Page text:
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Posts Tagged ‘Archives Month’

-contributed by Emily Gainer.

October is American Archives Month and National Family History Month.  Two important topics in one month!  In recognition, I wanted to share a little bit about how an archivist (me) thinks about storing family treasures.

Most people have important items that document their family’s history.  It might be photographs, diplomas, cookbooks, or a Bible.  The items may have historical value or sentimental value.  Whatever your treasured items are, there are some general tips for preservation.

General advice for preserving family treasures:

  • Store important items in a cool, dry area with a stable environment. This generally means no basements or attics.  Fluctuation in temperatures and humidity can be very damaging.
  • Store items away from water tanks, water pipes, humidifiers or anything else that introduce moisture to your historical materials.
  • Similarly, store items away from a heater, fireplace, or furnace. This includes displaying items by hanging them on the wall.  Don’t hang family photographs directly over a heating vent.
  • Store items away from light. Sunlight and light bulbs can cause photographs and ink to fade over time.  Before displaying items in your home, consider the amount of light they will be exposed to.
  • Store paper documents and photographs unfolded and unrolled. Folds can weaken the paper and cause tears over time.
  • Family treasurers are meant to be shared and enjoyed! When sharing those items with family during the holidays, use clean hands.  Wash lotions off, and keep the items away from the dinner table or drink glasses.  When handling photographs, wear cotton gloves to avoid leaving fingerprints and oils.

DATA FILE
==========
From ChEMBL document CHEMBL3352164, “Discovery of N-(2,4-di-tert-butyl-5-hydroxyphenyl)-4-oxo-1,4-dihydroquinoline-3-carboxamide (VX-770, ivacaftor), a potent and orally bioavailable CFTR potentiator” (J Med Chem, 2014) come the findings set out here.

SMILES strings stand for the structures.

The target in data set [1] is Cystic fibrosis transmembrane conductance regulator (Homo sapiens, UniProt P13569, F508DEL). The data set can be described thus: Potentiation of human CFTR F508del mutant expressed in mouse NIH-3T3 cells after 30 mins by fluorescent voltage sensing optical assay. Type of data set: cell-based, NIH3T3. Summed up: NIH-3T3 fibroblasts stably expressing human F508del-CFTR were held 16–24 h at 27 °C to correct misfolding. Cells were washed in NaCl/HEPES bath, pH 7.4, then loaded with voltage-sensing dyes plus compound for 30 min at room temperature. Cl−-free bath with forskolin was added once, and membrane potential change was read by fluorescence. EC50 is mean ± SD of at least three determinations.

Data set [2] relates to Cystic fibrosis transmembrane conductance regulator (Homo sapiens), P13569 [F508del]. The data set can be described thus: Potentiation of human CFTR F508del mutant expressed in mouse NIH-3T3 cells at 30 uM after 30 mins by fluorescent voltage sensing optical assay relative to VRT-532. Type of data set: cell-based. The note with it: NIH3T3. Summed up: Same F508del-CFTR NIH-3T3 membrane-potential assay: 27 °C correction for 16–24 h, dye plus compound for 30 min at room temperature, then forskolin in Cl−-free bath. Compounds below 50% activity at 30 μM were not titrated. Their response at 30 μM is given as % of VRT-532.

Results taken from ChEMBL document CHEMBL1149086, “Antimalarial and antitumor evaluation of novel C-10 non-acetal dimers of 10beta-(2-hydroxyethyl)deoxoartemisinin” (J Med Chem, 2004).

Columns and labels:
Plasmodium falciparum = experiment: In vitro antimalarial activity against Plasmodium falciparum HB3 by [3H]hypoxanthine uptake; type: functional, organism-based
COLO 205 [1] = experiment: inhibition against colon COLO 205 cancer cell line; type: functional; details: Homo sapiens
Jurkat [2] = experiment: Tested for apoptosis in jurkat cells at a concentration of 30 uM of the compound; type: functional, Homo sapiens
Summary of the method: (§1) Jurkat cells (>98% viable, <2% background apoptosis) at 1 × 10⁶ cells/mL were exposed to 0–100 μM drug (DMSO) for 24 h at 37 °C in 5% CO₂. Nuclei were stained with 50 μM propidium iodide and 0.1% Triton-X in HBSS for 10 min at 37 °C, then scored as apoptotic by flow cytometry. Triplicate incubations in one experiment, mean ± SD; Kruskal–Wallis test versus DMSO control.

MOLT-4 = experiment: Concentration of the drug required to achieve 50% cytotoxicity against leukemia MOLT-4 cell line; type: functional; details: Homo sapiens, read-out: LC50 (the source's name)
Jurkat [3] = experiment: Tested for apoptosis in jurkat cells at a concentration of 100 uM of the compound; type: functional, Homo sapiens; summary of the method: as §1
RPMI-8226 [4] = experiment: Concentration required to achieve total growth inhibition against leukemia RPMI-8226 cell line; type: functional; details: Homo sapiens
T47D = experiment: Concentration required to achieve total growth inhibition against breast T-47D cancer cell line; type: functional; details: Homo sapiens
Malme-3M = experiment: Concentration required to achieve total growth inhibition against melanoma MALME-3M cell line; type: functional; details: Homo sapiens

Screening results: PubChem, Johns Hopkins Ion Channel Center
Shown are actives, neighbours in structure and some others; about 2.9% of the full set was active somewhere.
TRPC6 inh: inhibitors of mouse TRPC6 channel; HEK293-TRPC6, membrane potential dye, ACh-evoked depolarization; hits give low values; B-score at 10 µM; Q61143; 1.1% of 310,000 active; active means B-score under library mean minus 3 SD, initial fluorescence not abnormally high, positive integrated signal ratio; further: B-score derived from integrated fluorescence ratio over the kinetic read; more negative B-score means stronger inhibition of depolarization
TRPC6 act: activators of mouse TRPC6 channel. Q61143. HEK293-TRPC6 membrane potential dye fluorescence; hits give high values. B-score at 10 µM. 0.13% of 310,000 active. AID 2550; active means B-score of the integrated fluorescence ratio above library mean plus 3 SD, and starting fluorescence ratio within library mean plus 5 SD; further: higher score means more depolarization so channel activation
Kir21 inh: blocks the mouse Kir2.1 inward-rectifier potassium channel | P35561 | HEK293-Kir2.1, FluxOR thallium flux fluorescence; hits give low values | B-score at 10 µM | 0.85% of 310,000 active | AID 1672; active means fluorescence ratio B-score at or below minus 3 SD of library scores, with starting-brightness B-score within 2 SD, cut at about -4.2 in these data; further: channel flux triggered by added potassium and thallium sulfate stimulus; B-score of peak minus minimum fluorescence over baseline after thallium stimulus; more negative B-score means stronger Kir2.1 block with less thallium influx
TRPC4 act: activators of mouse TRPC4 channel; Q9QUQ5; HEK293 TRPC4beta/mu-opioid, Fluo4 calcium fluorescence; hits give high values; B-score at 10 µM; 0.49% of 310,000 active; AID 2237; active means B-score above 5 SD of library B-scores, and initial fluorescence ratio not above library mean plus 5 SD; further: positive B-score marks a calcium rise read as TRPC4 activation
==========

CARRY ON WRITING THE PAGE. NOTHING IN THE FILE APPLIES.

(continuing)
This oversize photograph at the CCHP was folded and rolled. You can see the damage it has caused. It is recommended to store items unfolded and unrolled. I’ve been working on unrolling this photograph by enclosing it an archival folder and placing heavy books on top.  Over time, it will relax but will never go back to its original state.

There are many resources available to provide more details about preservation.  The Northeast Document Conservation Center (NEDCC) publishes a series of preservation leaflets.  The Image Permanence Institute specializes in storage guides for photographs, including digital images.  Additionally, many archivists order archival supplies, such as folders, boxes, and photograph sleeves, from Gaylord.

White cotton gloves are recommended for handling photographs, negatives, and glass plates. No fingerprints! I keep a pair of gloves in my desk drawer at all times.

So this month, think like an archivist!  Look at your family history treasures and consider what you can do to ensure their long-term preservation.

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